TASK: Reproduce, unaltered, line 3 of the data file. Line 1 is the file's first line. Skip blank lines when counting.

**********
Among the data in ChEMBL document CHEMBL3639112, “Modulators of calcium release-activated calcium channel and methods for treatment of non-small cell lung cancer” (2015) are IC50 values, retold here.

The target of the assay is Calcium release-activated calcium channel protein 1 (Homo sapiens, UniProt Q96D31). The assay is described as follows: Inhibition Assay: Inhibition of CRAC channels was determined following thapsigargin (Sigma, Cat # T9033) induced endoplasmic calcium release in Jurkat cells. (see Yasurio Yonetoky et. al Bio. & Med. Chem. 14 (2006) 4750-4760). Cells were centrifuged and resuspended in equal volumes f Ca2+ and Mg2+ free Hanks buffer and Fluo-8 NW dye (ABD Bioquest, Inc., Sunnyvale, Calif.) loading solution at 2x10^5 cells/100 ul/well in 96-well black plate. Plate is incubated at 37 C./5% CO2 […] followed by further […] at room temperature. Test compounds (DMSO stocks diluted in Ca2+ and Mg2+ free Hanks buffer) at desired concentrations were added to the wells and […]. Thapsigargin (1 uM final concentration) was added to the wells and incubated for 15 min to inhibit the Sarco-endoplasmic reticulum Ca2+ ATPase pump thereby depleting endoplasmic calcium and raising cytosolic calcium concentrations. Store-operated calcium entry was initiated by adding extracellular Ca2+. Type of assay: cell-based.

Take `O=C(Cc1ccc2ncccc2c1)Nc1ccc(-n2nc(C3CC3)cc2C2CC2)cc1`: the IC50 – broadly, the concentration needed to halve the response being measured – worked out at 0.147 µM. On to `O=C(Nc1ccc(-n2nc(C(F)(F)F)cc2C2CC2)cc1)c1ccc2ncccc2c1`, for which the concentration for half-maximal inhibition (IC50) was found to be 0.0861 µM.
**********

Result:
Take `O=C(Cc1ccc2ncccc2c1)Nc1ccc(-n2nc(C3CC3)cc2C2CC2)cc1`: the IC50 – broadly, the concentration needed to halve the response being measured – worked out at 0.147 µM. On to `O=C(Nc1ccc(-n2nc(C(F)(F)F)cc2C2CC2)cc1)c1ccc2ncccc2c1`, for which the concentration for half-maximal inhibition (IC50) was found to be 0.0861 µM.